Hennepin County Attorney’s Office fails to hold violent criminals accountable, prompting rebuke from law enforcement leaders
Last week, Hennepin County law enforcement leaders sent a letter to Hennepin County Attorney Mike Freeman asking for immediate assistance and increased partnership across a range of criminal justice issues. The group’s central complaint was that violent criminals were not being held accountable for their actions following arrest. The letter lists several areas of focus for the prosecutor’s office to end the current dangerous trend, including the following:
- Aggressive prosecution: Police chiefs say officers have worked to arrest suspects involved in violent crime, and the “continued trend of not charging these cases, many involving guns and illicit drugs, needs to be urgently reevaluated.”
- Pretrial detention: The letter asks that adult and juvenile offenders committing violent crimes should be required to see a judge for review to determine whether pretrial detention is appropriate. Police chiefs say “crimes of auto theft and possession of stolen autos” should also be included in this requirement.
- Warrants: The letter requests the county stop the use of “sign and release” warrants, which allow those who have missed past court dates for low-level offenses to sign and recognize their upcoming court date, then be released rather than taken into custody. The chiefs note, “[t]o expect that these individuals will comply with another of the same order continues to prove not effective in holding people accountable for their crimes.”
- Juvenile Detention Center: The association says the admission criteria for the Juvenile Detention Center is “very restrictive,” leaving law enforcement to immediately release repeat juvenile offenders.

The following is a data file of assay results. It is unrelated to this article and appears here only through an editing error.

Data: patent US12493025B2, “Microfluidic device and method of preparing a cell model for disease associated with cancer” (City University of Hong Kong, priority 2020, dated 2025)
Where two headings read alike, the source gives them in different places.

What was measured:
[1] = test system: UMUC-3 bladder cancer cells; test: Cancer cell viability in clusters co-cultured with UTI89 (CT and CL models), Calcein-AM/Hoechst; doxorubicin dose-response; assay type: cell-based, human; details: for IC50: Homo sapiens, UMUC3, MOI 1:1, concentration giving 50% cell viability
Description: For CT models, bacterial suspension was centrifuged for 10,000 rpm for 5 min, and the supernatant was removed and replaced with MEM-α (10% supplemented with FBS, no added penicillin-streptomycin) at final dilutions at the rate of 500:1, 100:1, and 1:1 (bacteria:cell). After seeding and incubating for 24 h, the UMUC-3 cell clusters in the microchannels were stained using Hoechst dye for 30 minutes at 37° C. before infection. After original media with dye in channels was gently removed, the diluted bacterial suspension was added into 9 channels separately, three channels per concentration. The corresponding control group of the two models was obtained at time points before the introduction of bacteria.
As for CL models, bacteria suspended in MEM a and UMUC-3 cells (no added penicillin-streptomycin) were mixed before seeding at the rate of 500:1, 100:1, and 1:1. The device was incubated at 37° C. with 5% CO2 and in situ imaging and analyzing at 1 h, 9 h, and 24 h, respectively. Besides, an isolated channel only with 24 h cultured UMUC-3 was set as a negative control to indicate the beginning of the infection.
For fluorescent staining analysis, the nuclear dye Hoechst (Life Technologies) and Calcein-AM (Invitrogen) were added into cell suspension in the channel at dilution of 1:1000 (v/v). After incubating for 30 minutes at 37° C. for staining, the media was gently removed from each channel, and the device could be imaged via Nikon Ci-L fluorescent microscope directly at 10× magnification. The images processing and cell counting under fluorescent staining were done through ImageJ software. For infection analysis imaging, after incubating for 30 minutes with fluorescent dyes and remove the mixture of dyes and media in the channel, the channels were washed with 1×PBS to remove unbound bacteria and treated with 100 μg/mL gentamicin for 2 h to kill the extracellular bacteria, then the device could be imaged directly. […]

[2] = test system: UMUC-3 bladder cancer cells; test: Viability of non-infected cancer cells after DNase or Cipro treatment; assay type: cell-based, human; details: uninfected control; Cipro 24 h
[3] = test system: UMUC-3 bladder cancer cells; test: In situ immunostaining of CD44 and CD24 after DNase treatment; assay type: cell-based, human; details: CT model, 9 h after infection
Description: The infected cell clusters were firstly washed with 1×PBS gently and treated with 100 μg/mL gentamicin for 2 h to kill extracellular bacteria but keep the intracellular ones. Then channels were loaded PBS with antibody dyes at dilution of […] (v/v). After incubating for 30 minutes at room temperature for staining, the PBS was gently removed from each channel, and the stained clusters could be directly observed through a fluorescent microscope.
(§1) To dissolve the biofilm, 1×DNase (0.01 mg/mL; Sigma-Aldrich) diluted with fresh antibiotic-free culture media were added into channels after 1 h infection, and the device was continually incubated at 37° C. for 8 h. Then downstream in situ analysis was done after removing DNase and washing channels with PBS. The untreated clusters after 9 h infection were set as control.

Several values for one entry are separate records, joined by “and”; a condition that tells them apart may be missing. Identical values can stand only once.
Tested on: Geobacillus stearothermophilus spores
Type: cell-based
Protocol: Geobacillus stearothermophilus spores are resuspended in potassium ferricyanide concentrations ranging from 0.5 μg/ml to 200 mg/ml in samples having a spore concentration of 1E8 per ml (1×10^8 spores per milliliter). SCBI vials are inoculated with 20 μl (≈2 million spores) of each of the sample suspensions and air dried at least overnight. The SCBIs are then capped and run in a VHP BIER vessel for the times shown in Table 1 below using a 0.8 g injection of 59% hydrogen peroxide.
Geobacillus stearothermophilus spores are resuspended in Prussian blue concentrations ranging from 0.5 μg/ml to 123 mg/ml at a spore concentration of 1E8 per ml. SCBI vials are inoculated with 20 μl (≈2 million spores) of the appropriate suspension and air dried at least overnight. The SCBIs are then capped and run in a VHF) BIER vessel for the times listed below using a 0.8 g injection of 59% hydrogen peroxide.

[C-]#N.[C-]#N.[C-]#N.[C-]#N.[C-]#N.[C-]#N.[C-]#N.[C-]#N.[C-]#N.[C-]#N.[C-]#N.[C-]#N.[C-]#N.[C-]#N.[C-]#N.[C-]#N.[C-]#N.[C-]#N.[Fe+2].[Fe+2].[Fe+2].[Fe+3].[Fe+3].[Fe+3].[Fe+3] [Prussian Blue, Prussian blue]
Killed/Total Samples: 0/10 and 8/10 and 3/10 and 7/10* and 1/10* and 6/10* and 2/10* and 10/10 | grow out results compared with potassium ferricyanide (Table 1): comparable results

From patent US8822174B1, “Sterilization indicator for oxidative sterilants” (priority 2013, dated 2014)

- Respect for law enforcement: The letter asks the county attorney’s office to support the work of law enforcement officers, pointing out that there are a “large number of officer-involved critical incidents that have been investigated and are sitting in your office waiting for charging decisions.” The police chiefs write that Freeman’s public comments do not “speak to” his support of law enforcement, nor do they “set a foundation” in which suspects being arrested “are going to respect the officers.”
Several law enforcement leaders echoed the concerns expressed in the letter. In an interview with a suburban newspaper, Minnetonka Police Chief Scott Boerboom noted the “lack of accountability for offenders,” which he attributed to the Hennepin County Attorney’s Office policy changes that took effect last January, in which 19 “low level” crimes no longer required bail. Speaking to the same publication, Eden Prairie Mayor Ron Case described three crimes on the list as “problematic” contributing factors to the rise in vehicle-related crimes, which ultimately led to an increase in repeat offenders. The three crimes cited by Case included car theft, thefts under $35,000, and property damage (with no specified amount).
Plymouth Police Chief Erik Fadden provided an even starker example, citing a situation in which a suspect fled from officers in a stolen car after having been arrested 12 previous times. According to Chief Fadden, “We’re not sending a message to that person that would discourage them from committing the act again.” In other cases, Chief Fadden said that “Even when they have committed the crime, we’re finding times when the county attorney chooses not to charge a person.” Chief Fadden concluded by saying that “We’re not asking to be the sole decision-maker, rather, we are just asking for an opportunity to give our educated opinions on those decisions… We have not had that opportunity to date and feel that many of these decisions were made in a vacuum.”
Hennepin County Attorney’s Office media representative Wendy Burt explained that the crimes at issue in the bail reform initiative were developed in agreement by several other county attorneys and Attorney General Keith Ellison. Based on the interactions with these law enforcement leaders, it appears County Attorney Freeman and other prosecutors’ offices failed to properly coordinate blanket policy changes before implementing these decisions. Moreover, prosecutors should work more closely with their police counterparts and victims to ensure the ends of justice are served. Unilateral decisions not to prosecute violent offenders erodes public trust and leads to the perception that committing serious crimes in our community will go unpunished. Minnesotans deserve better.